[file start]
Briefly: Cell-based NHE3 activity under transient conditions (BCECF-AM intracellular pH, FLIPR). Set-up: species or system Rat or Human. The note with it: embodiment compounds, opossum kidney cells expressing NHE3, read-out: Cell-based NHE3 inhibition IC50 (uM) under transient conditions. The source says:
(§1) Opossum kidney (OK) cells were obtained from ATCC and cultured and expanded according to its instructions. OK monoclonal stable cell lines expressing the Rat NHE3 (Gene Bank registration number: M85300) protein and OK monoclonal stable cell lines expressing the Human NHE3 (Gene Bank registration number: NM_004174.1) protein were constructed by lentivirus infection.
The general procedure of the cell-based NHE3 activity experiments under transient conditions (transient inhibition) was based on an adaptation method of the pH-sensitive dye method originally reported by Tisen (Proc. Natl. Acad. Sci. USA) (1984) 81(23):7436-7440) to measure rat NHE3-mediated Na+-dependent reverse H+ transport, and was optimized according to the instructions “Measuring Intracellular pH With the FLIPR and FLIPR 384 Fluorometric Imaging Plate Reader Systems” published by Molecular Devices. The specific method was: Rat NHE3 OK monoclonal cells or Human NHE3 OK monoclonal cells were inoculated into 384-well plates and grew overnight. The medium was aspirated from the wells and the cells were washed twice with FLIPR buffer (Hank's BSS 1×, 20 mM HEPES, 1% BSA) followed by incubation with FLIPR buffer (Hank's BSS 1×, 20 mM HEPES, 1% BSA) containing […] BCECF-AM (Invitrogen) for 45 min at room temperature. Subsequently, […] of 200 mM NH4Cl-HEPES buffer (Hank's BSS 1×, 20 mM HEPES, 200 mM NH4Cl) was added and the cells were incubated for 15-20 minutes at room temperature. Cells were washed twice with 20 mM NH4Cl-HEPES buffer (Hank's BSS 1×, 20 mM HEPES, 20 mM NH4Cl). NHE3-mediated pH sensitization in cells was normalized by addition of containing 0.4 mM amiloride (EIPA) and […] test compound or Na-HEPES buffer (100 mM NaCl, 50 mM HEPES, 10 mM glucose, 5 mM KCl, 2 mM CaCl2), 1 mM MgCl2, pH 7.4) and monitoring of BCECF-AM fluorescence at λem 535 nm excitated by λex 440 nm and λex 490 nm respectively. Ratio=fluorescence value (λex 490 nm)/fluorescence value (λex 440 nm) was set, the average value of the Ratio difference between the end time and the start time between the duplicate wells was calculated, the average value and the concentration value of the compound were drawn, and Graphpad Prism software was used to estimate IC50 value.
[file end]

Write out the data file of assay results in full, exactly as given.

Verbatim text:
Briefly: Cell-based NHE3 activity under transient conditions (BCECF-AM intracellular pH, FLIPR). Set-up: species or system Rat or Human. The note with it: embodiment compounds, opossum kidney cells expressing NHE3, read-out: Cell-based NHE3 inhibition IC50 (uM) under transient conditions. The source says:
(§1) Opossum kidney (OK) cells were obtained from ATCC and cultured and expanded according to its instructions. OK monoclonal stable cell lines expressing the Rat NHE3 (Gene Bank registration number: M85300) protein and OK monoclonal stable cell lines expressing the Human NHE3 (Gene Bank registration number: NM_004174.1) protein were constructed by lentivirus infection.
The general procedure of the cell-based NHE3 activity experiments under transient conditions (transient inhibition) was based on an adaptation method of the pH-sensitive dye method originally reported by Tisen (Proc. Natl. Acad. Sci. USA) (1984) 81(23):7436-7440) to measure rat NHE3-mediated Na+-dependent reverse H+ transport, and was optimized according to the instructions “Measuring Intracellular pH With the FLIPR and FLIPR 384 Fluorometric Imaging Plate Reader Systems” published by Molecular Devices. The specific method was: Rat NHE3 OK monoclonal cells or Human NHE3 OK monoclonal cells were inoculated into 384-well plates and grew overnight. The medium was aspirated from the wells and the cells were washed twice with FLIPR buffer (Hank's BSS 1×, 20 mM HEPES, 1% BSA) followed by incubation with FLIPR buffer (Hank's BSS 1×, 20 mM HEPES, 1% BSA) containing […] BCECF-AM (Invitrogen) for 45 min at room temperature. Subsequently, […] of 200 mM NH4Cl-HEPES buffer (Hank's BSS 1×, 20 mM HEPES, 200 mM NH4Cl) was added and the cells were incubated for 15-20 minutes at room temperature. Cells were washed twice with 20 mM NH4Cl-HEPES buffer (Hank's BSS 1×, 20 mM HEPES, 20 mM NH4Cl). NHE3-mediated pH sensitization in cells was normalized by addition of containing 0.4 mM amiloride (EIPA) and […] test compound or Na-HEPES buffer (100 mM NaCl, 50 mM HEPES, 10 mM glucose, 5 mM KCl, 2 mM CaCl2), 1 mM MgCl2, pH 7.4) and monitoring of BCECF-AM fluorescence at λem 535 nm excitated by λex 440 nm and λex 490 nm respectively. Ratio=fluorescence value (λex 490 nm)/fluorescence value (λex 440 nm) was set, the average value of the Ratio difference between the end time and the start time between the duplicate wells was calculated, the average value and the concentration value of the compound were drawn, and Graphpad Prism software was used to estimate IC50 value.